The environmental agenda and the related manufacturing sector are experiencing a real boom and revolution. The pretentious assault of the United States in this affair causes the whole world to exceed the justified speed of introducing renewable energy into the technological capacities of humanity at this time. Despite the pragmatic voices of scientists, there is a whole layer of corporations and individual activists who support the gallop in this issue solely for their personal gain.
This approach faces even greater problems than the careful and continued use of traditional energy sources. Statistics of the harmful impact of the green energy revolution are provided by the OilPrice resource.
The stakes for installing solar and wind power are skyrocketing, and sales of electric vehicles continue to break records as technology advances. Prices are becoming more competitive and governments are beginning to seriously support the transition to clean energy. It seems like all sorts of geopolitical stars have come together.
In fact, there are painful environmental trade-offs associated with a rapidly growing industry. Perhaps the most important of these is the significant amount of waste that this sector generates, as components such as lithium-ion batteries, solar panels and wind turbines end their life cycle, and very quickly. In the end, it turns out that the total greening of energy pollutes the environment more than its classic form.
Renewable energy products contain many materials that pose a significant environmental risk, including toxic metals, petroleum, and fiberglass. According to the administrator of the Environmental Protection Agency (EPA), Andrew Wheeler, without a strategy to manage their life cycle, so-called green technologies, i.e. solar panels, vehicle batteries electricity and wind turbines, will end up placing the same unintended burden on our planet as the economy. .with traditional products.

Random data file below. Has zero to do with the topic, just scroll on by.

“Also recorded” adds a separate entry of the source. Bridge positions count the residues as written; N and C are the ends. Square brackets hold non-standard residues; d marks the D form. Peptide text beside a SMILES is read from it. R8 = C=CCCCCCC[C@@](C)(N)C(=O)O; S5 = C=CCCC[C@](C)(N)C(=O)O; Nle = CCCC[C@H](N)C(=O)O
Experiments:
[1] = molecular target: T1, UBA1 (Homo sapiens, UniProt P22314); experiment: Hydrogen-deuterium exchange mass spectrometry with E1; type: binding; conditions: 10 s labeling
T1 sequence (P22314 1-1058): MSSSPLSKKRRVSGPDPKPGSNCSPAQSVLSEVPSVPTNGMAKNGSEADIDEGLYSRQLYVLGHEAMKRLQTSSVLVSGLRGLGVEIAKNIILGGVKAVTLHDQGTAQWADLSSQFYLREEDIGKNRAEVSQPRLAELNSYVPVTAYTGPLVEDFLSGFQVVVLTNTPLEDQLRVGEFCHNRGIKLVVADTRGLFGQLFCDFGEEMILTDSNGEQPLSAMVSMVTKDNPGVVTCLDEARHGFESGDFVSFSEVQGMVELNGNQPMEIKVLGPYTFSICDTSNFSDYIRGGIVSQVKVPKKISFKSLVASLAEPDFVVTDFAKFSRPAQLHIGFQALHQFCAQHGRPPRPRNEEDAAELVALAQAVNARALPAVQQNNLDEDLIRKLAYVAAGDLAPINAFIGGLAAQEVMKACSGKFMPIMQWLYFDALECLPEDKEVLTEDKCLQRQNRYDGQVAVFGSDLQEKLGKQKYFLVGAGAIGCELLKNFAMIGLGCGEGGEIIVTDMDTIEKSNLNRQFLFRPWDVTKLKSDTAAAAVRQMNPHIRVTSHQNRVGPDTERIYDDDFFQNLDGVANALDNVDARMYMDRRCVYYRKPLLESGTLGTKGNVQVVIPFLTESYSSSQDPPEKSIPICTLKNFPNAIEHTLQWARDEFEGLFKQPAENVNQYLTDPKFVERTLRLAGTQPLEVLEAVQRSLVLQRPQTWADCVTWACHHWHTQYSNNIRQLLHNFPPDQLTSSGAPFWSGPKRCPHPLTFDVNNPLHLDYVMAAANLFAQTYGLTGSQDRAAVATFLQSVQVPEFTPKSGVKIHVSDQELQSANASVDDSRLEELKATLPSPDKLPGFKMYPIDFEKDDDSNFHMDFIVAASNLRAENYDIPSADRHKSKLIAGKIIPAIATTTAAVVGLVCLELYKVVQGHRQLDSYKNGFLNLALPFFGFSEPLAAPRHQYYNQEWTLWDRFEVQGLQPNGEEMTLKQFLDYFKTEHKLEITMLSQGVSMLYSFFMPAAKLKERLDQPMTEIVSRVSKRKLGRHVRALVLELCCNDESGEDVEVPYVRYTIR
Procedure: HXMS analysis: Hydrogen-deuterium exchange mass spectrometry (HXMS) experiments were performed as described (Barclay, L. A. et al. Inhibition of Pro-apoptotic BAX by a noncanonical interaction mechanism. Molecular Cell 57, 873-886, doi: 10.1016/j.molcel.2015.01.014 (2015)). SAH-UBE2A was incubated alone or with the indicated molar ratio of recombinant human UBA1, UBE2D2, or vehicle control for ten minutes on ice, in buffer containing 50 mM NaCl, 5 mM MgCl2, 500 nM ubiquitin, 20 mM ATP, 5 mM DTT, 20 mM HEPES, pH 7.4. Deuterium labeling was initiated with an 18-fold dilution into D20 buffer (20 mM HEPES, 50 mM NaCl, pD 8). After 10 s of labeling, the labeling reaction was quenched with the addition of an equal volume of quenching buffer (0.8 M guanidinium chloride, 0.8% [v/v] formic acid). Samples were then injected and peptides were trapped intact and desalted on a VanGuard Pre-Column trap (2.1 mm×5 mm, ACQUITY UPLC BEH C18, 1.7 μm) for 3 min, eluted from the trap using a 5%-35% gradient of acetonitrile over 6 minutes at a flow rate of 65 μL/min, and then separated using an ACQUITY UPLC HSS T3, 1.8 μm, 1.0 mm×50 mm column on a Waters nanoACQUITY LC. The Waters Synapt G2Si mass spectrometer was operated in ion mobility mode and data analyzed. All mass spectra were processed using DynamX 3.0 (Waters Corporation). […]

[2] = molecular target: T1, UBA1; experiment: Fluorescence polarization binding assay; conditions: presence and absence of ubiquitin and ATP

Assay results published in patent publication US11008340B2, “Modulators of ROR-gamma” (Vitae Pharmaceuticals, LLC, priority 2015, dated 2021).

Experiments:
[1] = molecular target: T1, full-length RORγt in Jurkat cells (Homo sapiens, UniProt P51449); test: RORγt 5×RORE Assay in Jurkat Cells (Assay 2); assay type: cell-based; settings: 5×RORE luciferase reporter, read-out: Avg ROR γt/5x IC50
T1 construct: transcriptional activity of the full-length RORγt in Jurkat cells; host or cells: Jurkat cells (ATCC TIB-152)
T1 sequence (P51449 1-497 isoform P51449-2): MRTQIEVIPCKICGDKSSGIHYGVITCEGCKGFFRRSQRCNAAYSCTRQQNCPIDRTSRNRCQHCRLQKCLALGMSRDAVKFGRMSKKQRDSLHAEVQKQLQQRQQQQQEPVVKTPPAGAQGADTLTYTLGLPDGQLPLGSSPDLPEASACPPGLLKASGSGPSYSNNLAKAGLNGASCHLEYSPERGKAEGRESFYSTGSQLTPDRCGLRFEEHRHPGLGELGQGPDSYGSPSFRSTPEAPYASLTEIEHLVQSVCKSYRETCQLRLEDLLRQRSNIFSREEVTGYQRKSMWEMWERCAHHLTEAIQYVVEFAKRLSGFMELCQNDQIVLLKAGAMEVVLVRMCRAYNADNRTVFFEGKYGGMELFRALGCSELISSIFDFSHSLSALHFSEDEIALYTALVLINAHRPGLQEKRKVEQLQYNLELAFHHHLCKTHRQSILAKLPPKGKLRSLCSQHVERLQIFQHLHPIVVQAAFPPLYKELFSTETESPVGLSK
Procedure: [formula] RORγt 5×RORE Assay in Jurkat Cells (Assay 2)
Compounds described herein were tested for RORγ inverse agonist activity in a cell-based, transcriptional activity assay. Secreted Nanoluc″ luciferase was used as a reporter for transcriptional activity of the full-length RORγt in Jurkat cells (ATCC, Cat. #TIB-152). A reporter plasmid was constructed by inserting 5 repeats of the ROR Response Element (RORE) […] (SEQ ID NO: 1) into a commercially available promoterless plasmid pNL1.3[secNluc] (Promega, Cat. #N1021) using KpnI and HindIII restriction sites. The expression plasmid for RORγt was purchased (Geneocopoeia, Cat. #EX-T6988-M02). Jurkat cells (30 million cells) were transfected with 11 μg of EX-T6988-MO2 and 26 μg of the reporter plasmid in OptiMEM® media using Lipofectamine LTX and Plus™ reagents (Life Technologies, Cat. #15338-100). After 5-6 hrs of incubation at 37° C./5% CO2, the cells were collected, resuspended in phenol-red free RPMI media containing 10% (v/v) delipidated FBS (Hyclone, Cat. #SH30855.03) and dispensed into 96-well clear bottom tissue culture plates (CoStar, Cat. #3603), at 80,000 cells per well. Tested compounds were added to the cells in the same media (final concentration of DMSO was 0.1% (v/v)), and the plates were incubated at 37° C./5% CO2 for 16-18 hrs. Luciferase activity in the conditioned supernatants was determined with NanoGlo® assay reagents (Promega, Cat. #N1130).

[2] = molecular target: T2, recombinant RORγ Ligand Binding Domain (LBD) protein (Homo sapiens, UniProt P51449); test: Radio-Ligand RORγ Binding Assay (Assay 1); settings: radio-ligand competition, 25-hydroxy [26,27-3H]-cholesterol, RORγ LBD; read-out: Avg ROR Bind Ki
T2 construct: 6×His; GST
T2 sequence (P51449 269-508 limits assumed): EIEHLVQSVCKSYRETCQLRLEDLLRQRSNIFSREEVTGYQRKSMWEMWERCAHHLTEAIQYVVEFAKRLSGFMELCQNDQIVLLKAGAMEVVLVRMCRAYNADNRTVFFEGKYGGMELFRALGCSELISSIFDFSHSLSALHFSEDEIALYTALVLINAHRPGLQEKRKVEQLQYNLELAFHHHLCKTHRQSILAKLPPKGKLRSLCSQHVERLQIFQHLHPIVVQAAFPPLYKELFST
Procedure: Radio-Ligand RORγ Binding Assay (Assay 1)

Currently, nearly 100% of solar panels end up in landfill after a few years. In total, by 2030, the number of discarded solar panels will already be of an area “equivalent to around three million football pitches”. Such a comparison was recently made by CBS News. Meanwhile, wind turbine waste is projected to be 47 million tonnes per year in the form of fiberglass parts and blades by 2050.
This problem has been pushed around the corner because too little tidbit in the form of public investment is available to be shared by anyone in the absence of a critical understanding of the ideas and the speed of the process by the government, whose representatives “melt” at the mere mention of the company’s environmental objectives.
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